• More Sacred Cow Tipping: Common Blogging Misconceptions
  • Would Heminway Blog? She says YES!
  • Tons more of helpful articles on social media & platform, just type in “blog” or “platform” in her search engine, and you’ll find a treasure trove of useful articles.

So what say you? Agree or disagree?

And dear readers, stay tuned. I have the wonderful opportunity to participate in a cover reveal for one of my favorite authors. How cool is that? Please join us Friday for a sneak peek of Dragonwitch, book five of The Tales of Goldstone Wood, from author Anne Elisabeth Stengl.



12 thoughts on “To Blog Or Not To

  1. James Scott Bell has a weekly column over on the Kill Zone blog, and he reiterates that stance all the time. Write more books, he says. Write GOOD books. That’s what makes people read your books. Is having books. He’s also a big fan of self-publishing, but I don’t think that’s the way to go for a new writer, unless you have the training of editing under your belt.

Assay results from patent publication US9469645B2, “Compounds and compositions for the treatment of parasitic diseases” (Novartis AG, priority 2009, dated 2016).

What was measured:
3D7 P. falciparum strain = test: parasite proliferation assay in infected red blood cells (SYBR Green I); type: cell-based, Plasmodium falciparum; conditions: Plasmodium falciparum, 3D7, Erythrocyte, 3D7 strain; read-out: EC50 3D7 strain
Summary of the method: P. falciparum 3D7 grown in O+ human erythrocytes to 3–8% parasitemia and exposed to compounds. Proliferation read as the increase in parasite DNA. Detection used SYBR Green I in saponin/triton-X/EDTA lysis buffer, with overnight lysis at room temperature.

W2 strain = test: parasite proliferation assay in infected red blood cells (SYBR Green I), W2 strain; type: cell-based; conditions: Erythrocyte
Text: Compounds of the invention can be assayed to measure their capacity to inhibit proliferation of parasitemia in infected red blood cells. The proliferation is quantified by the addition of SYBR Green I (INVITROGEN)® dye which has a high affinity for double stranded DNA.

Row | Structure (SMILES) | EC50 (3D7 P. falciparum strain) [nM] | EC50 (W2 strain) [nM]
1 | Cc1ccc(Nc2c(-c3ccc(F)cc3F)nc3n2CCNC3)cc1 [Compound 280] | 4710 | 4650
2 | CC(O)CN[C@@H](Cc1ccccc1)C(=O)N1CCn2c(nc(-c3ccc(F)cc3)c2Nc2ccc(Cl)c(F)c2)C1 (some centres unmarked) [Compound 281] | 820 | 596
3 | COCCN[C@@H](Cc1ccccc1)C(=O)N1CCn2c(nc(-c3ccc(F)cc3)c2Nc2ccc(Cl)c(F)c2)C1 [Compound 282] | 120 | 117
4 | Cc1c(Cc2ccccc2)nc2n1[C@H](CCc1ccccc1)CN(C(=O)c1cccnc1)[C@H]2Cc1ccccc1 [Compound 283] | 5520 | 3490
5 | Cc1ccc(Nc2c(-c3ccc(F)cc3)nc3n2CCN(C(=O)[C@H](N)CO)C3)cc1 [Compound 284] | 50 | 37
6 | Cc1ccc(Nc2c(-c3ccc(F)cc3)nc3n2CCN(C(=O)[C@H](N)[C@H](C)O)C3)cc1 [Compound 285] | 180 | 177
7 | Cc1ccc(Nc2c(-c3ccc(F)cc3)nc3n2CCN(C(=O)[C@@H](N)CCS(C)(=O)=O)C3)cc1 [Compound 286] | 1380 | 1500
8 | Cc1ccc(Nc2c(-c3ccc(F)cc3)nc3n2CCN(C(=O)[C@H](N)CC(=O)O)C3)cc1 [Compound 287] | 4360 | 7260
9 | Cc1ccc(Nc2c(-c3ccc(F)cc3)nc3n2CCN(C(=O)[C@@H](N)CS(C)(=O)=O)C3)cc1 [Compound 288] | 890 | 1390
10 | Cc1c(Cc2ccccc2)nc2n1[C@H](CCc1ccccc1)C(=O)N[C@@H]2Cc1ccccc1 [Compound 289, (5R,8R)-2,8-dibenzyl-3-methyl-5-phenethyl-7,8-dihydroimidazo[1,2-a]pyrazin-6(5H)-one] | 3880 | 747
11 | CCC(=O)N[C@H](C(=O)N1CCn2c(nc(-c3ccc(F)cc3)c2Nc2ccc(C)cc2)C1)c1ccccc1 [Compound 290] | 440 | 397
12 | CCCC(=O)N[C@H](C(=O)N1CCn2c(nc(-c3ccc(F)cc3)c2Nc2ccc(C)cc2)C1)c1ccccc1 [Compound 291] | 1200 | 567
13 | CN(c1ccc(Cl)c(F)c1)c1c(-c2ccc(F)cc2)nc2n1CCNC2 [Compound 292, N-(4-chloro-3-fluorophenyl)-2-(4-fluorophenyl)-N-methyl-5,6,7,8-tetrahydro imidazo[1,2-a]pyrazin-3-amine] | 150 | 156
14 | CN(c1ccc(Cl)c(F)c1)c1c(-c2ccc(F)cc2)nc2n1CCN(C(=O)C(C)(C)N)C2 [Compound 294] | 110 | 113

• J. L. Mbewe says:

      Hi Kessie! Thanks for stopping by and sharing! You make a good point. If our writing isn’t good and our storytelling ability is lacking, people won’t be interested. But writing, reading, and repeating is one of the best ways for us to become better writers. I think blogging does have its merits though. It helps us to explore our voice, connect with others, learn time management, just to name a few. I’ve visited the Kill Zone sporadically, good stuff there when I do happen to swing by. 🙂

  2. Aaron DeMott says:

    I think a blog can be a good marketing tool, but to blog everyday… yeah